View Full Version : Correct amp for my gtr?
12-10-2002, 02:52 PM
I am using a mexican made telecaster with a double-humbucker pickup in the front and a single coil on the back. The guitar plays great and is my favorite electric but I can't seem to find the right amplifier to get a good rhythm sound. I'm using a Fender Blues driver amp from about 4 years ago, which is a tube amp but the sound is very high end unless I really turn up the bass and use the full double-humbucker and then it's too muddy. I would greatly appreciate any suggestions?
12-10-2002, 03:00 PM
I guess the first question I'd ask of you would be what style of music are you playing and what type of sound are you looking for...for example...Blues with slight overdriven sound?...or maybe Metal going for over the top distortion?...
12-11-2002, 11:25 AM
Thanks for responding. First, let me correct myself. My amp is a Fender Blues Deluxe(tube, '97 or '98). For the most part when I play electric I'm playing Rock, some Blues. I've tried to get more of a full, less tinny sound by using pedals but haven't achieved a sound I like yet.
12-11-2002, 08:23 PM
If you are looking for an amp with nice distortion level, and an awesome clean channel that will really bring out the sound of your Telecaster, you should check out Randall Amplifiers. They Rock!!!!!!!!!!
12-12-2002, 11:30 AM
Thank you for that suggestion, I will start the search. Could you also recommend any pedals that might help me in the meantime, or that might work well with the Randall when I find it?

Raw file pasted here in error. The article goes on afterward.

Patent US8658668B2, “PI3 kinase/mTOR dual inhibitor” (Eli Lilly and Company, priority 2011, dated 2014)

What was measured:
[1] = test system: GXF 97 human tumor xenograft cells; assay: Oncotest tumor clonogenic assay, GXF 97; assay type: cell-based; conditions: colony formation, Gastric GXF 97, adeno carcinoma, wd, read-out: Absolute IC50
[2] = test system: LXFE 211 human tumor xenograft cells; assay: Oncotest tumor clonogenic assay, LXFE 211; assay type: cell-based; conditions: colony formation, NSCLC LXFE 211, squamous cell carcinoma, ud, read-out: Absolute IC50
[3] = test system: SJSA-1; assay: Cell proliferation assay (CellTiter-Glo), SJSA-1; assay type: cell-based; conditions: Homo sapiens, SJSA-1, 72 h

12-12-2002, 11:44 AM
I think your amp will do the trick for you..you may need to augment it with some sort of overdrive pedal for your heavier rock stylings (Boss has a great selection..Blues Driver comes to mind)...but your amp should provide you with a nice blues sound as is. In your playing environment, are you able to turn the amp up to somewhat of a loud level?...if so, try maybe cutting back the treble on the amp just a bit..and giving some gas to the master volume...you'll introduce some overdrive/distortion that only comes from pushing a tube power amp section a bit...
Also there's no law that says you can't roll the tone control on your tele back a bit to round the highs off as well. When I'm using my teles for heavier stuff I always back the tone off maybe a quarter turn...and that takes the harshness out of the sound
Randall amps are great too by the way..but I think you can get your rig to please you with out giving up on it.
12-12-2002, 12:27 PM
Thank you, I will try that tonight. I had been considering a Blues Driver pedal but have wasted my time and money on so many pedals that I was weary of getting another without a recommendation so thanks again.
12-13-2002, 09:41 PM
I know just what you're talking about -- I use a very similar setup. It seems like the Fender amp is either too bright (it stings) or the bottom end is too mushy. But I agree that you can get what you want from it - you've got a good amp!
My solution is to first make sure that speaker is aimed directly at your head so you're hearing exactly what your amp microphone is hearing. Then tweak the amp until the glare or sting is gone - my treble control is usually at or near zero (or I guess it only goes DOWN to one - what an amp) and roll off all of the lows that you can. Again, my setting for bass is one. In fact, at one point I found the capacitor that directly affects the bass control (from the schematic) and removed it so I could clip in a few different values until I found one that would roll off a little more of the low end. (That's a good trick for your guitar's tone control too if you're not happy with it).